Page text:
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Faced with a world in which they find it difficult to interact socially, communicate clearly and control their own behavior, children with autism sometimes respond with violent behavior. Aggression, both physical and verbal, is a common symptom of autism, and can be aimed at inanimate objects, caregivers and family members, other children or even toward the child himself. An observant caregiver can take practical steps to calm and direct an aggressive, autistic child.
Identify Triggers to Bad Behavior
- Sometimes violent outbursts are predictable. For example, does brushing the child’s teeth cause him to become angry? Maybe the bristles feel uncomfortable against his gums, or the smell of the toothpaste is offensive to him. The website Disabled World recommends examining every component of a situation that seems to trigger aggressive actions and making adjustments. In the tooth-brushing example, the parent could try using a softer toothbrush or changing toothpastes.
If the child becomes violent when he is unsure of expectations, it is possible that labels on everyday items in his environment could make him feel more secure. Putting words or pictures on cabinets, closets doors and bins that are part of the child’s routine may help him use those things for their intended purposes, according to Autism Society. Power struggles will be reduced when the child knows what is expected of him.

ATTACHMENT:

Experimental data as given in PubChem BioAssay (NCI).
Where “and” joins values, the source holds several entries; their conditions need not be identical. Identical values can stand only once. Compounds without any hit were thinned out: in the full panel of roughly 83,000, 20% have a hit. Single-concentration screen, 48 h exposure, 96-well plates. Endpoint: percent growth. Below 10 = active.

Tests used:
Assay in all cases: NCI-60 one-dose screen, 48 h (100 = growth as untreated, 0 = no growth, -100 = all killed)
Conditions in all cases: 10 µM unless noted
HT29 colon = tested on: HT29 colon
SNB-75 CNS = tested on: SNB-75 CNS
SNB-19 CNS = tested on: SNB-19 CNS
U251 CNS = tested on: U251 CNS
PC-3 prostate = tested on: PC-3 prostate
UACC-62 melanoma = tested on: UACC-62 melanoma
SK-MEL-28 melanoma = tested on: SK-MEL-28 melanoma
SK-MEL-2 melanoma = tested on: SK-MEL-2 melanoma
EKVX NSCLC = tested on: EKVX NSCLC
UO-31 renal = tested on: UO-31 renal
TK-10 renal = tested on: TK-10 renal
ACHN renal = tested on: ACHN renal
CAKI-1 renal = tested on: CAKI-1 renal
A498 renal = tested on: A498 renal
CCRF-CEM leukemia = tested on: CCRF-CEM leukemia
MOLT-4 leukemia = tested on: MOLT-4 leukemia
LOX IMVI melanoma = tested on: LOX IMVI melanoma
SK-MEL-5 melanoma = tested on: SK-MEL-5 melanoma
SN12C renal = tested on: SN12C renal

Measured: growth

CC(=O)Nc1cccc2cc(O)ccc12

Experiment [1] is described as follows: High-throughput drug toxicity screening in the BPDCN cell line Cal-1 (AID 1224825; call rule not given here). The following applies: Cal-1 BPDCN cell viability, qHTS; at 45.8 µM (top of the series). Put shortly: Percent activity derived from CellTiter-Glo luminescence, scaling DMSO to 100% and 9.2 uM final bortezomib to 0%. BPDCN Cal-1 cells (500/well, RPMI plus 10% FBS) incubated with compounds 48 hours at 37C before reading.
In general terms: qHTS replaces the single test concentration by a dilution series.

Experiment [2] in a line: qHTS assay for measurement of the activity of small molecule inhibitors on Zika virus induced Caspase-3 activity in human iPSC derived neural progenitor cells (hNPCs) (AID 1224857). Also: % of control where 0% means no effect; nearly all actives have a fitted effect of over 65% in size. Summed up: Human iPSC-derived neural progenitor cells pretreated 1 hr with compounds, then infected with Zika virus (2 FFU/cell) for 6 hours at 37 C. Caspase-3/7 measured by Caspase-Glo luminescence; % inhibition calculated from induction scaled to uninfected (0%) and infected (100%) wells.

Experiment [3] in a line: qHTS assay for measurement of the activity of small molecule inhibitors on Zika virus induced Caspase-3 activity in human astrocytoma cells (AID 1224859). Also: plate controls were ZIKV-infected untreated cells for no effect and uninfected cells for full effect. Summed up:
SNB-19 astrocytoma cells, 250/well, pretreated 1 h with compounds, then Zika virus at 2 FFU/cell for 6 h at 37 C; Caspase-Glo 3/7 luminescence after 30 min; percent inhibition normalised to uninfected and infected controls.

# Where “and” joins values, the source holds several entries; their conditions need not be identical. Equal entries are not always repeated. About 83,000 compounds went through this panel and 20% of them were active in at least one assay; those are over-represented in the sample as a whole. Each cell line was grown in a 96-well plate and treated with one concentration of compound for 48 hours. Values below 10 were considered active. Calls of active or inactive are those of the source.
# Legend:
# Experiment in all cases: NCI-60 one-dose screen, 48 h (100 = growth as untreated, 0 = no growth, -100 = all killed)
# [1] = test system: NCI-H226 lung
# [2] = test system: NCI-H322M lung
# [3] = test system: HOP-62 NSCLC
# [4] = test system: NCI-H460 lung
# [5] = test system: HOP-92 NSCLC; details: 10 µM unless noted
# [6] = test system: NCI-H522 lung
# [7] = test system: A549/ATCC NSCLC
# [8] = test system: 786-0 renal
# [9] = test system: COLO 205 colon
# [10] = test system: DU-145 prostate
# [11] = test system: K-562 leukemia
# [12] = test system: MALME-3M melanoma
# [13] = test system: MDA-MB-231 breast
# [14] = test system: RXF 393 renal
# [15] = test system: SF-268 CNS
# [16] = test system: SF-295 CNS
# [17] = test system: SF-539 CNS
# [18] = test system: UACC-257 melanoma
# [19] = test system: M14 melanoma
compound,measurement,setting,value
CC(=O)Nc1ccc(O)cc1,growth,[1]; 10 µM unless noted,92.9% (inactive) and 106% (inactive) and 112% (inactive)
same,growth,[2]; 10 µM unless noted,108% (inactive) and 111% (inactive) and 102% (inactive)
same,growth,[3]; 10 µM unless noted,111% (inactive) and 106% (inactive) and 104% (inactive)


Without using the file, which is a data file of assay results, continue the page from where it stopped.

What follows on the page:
Sometimes stress over not being able to verbalize frustration causes aggressive behavior. If a child is angry that he can’t tie his shoes but is unable to describe how he feels about lacking that skill, he could act out inappropriately. Examining the root problem and addressing it may help to curb angry behavior. Calm and patient reactions on the part of the caregiver are key.
Simplify the Environment
- Arrange furniture in a sensible way for the child so that he can easily maneuver through rooms. If a child often tries to escape through a certain door, change the path of the room so that he is unlikely to go near that door. Keep surfaces clear, taking special care to place breakables and dangerous or messy items out of reach.
Organize and structure the child’s living space to minimize frustration. Again, labels can help the child understand where things belong and make him less likely to become overwhelmed or anxious.
Restrict access to items that tend to cause power struggles. For example, if bath time is stressful, keeping the bath toys away from the tub until bathing is completed will help him focus on getting clean before he plays.
Evaluate Outside Influences
- If aggressive behavior has developed suddenly or has gotten more severe, find out if the child has a food allergy. Other factors to consider are environmental conditions, change in medication or a change in the home or school setting. According to Disabled World, some drugs cause aggression. Seasonal or food allergies can cause discomfort that the child can’t describe, leading to extreme behavior.
Seek a Doctor’s Advice
- Medication may be needed, especially if the child’s behavior is hazardous to him or those around him. According to Disabled World, the U.S. Food and Drug Administration has not approved a medication especially for autism. But some drugs used to treat other conditions have been shown to be useful in treating children with autism. A health care professional can help you determine whether medication will be helpful for your child.